The glaring manifestation of the virtual breakdown of the accountability cycle is that the general elections barely serve as legitimate channels of political influence and interest mediation. The electoral cycle has not been buttressed by “vertical accountability” to render it free, fair and transparent. When elections get subverted, citizens tend to lose trust in public institutions and ultimately in democracy itself.

Fourth, weak citizen involvement in public commissions and hearings, advisory boards, oversight committees and reform-oriented task forces has obstructed improvement in self-imposed accountability within the state machinery. Governments cannot be relied upon to respect rules and institutions that constrain their own ability to act unless they are subjected to accountability imposed from outside – by citizens. No wonder, therefore, that constitutional restraints on the jurisdictions of executive, legislature and the judiciary have not been working in Pakistan.

The fiscal accountability mechanisms of auditing and financial accounting do not deter too many from blatant rent seeking. The less said about the implementation of public service codes of conduct and the performance evaluation of civil servants the better. Also pro-active as the higher judiciary maybe, there are serious question marks about the performance of the lower courts and anti-corruption agencies, including the National Accountability Bureau (NAB).

Finally, the glaring manifestation of the virtual breakdown of the accountability cycle is that the general elections barely serve as legitimate channels of political influence and interest mediation. The electoral cycle has not been buttressed by “vertical accountability” to render it free, fair and transparent. When elections get subverted, citizens tend to lose trust in public institutions and ultimately in democracy itself. The pinnacle of decay may not yet have been reached in Pakistan but public surveys pinpoint the strong perception that most state institutions are nowhere close to achieving their constitutional purpose.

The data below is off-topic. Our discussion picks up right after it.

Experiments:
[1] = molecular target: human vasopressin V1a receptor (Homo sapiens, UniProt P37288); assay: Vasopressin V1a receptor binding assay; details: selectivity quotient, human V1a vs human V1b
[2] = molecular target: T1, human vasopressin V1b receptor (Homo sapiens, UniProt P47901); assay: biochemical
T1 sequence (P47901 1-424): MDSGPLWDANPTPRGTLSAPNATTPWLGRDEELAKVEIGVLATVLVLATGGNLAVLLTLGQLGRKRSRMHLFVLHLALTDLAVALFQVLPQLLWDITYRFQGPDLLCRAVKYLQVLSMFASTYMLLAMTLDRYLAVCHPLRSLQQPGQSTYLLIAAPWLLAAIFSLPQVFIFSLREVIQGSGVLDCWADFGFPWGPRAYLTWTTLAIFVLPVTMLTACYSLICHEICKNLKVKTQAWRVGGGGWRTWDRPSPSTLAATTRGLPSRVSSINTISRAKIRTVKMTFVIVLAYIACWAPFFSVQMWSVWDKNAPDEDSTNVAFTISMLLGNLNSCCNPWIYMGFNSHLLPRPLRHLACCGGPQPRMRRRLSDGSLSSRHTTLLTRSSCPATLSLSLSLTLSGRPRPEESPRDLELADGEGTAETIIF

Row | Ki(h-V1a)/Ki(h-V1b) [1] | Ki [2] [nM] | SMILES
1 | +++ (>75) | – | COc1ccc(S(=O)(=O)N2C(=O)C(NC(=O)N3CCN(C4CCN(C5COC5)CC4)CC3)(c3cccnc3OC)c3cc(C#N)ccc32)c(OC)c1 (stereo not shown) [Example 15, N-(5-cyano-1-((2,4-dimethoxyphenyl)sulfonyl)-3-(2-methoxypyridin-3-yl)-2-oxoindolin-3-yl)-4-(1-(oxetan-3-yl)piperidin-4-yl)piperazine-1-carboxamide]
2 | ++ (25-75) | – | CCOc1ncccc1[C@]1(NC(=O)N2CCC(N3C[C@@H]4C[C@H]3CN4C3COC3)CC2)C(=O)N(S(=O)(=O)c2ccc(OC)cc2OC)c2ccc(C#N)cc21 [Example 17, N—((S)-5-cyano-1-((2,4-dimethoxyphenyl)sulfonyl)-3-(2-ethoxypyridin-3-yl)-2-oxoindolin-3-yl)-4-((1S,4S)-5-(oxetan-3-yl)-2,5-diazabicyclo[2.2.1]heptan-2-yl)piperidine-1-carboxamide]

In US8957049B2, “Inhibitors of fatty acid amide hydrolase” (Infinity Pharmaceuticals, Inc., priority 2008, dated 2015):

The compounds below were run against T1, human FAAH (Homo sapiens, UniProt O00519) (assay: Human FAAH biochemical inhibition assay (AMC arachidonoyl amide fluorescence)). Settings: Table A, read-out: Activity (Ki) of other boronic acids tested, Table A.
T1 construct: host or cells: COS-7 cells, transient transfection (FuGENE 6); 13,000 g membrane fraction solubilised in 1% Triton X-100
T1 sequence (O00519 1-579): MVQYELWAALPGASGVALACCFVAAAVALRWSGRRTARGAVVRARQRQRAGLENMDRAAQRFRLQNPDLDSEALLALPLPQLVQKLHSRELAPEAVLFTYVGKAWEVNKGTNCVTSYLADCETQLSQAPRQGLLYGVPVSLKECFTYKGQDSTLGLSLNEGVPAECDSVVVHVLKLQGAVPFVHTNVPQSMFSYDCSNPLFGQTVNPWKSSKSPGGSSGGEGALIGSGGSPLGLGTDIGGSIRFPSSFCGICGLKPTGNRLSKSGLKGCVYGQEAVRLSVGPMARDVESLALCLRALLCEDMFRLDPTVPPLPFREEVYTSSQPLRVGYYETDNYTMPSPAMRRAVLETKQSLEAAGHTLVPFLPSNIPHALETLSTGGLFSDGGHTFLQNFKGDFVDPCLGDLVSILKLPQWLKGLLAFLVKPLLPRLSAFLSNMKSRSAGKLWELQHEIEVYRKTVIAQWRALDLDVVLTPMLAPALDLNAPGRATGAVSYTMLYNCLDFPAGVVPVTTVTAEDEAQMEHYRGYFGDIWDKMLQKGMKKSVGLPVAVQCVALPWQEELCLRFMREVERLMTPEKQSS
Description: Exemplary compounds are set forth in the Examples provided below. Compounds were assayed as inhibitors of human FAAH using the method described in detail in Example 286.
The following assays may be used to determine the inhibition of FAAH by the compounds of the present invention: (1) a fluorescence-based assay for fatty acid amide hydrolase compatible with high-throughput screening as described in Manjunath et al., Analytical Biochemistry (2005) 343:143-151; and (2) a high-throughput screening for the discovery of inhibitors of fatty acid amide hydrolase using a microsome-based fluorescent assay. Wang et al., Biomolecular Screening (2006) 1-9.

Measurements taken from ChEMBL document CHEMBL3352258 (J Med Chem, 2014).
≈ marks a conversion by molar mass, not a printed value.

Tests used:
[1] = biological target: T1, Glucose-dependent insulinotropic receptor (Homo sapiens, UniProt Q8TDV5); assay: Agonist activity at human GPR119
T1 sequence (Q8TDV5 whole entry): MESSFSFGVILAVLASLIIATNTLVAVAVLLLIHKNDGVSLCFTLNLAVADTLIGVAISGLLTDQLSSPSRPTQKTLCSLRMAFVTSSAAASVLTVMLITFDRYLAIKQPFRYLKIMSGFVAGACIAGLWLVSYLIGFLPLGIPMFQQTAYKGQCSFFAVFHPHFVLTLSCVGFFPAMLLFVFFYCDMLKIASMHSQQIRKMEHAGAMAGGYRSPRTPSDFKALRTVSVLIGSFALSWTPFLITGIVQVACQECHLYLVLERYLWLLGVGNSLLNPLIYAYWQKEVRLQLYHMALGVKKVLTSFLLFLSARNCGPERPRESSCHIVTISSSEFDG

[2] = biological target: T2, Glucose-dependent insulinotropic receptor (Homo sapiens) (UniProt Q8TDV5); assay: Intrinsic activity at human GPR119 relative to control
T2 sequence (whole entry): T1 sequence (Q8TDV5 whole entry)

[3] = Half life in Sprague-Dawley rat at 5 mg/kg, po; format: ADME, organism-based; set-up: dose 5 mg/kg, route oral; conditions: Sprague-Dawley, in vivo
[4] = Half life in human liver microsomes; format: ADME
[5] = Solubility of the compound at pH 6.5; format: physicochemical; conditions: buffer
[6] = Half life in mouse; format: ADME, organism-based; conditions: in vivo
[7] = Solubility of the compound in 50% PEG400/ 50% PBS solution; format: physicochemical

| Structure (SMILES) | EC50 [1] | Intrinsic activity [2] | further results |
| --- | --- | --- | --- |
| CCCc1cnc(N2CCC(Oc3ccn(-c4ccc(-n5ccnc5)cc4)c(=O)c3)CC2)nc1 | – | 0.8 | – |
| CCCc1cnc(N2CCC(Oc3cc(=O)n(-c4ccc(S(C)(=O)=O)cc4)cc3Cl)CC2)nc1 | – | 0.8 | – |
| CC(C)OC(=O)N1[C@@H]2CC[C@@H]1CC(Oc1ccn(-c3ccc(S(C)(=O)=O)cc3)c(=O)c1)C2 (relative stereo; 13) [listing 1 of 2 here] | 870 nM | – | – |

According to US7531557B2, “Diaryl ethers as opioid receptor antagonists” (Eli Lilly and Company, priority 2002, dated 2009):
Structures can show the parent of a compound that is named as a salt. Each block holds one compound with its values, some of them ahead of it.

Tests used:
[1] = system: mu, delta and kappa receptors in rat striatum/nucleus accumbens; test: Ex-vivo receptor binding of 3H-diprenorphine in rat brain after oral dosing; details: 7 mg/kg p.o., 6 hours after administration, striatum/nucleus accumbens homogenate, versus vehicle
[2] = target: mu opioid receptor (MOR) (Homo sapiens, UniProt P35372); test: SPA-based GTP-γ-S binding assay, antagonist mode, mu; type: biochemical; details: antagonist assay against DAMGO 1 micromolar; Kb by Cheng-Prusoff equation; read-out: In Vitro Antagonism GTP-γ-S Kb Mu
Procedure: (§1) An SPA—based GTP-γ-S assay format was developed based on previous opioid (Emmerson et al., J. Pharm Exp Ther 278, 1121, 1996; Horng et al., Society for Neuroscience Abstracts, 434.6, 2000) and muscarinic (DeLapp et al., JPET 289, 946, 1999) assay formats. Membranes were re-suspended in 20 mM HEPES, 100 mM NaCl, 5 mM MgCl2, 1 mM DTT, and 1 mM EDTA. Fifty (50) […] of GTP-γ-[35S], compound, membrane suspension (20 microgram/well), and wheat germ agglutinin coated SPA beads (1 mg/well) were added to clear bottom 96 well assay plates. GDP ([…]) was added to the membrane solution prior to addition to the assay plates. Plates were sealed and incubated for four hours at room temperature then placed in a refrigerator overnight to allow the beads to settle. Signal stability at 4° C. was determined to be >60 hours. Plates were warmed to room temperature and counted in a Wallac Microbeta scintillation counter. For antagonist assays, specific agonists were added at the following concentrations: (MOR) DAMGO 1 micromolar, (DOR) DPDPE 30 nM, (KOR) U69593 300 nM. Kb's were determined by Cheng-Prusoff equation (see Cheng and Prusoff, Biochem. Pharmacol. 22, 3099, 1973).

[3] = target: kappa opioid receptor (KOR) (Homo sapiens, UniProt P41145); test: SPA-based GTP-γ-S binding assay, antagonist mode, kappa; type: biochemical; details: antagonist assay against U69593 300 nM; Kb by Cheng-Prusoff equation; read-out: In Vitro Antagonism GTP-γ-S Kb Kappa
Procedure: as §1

Petty corruption and generic accountability issues can be addressed through institutional reforms designed to improve transparency. However, systemic corruption and structural accountability issues are not amenable to treatment through the formal legal framework. Nullifying “state capture” thus entails modifying the incentives of the political elite and key economic interests seeking to influence them.

Reformers are divided in opinion about the remedy: radical political reforms or gradual and more democratisation? In Pakistan, there is no evidence of a strong political will for the radical agenda. This leaves us with gradual and more democratisation – many successive elections and allowing governments to complete their terms. Make no mistake though, the path will be painfully slow.

A damning statistic of the grave implications of “state capture” is provided by a recent World Bank report through a simple income growth projection. In Thailand and Philippines, it will take 40 years for the poorest 40 percent to witness a reduction in their income gap from the population average. In Pakistan, the income growth rate of the bottom 40 percent is so dismal that they will be lucky if their incomes start converging even in the next 150 years.

Ali Shan Azhar

One comment

  • Indeed a great article highlighting true picture of Pakistani civil and political elite, key issues and proposed suggestions. Need to be considered and taken up by concerned authorities.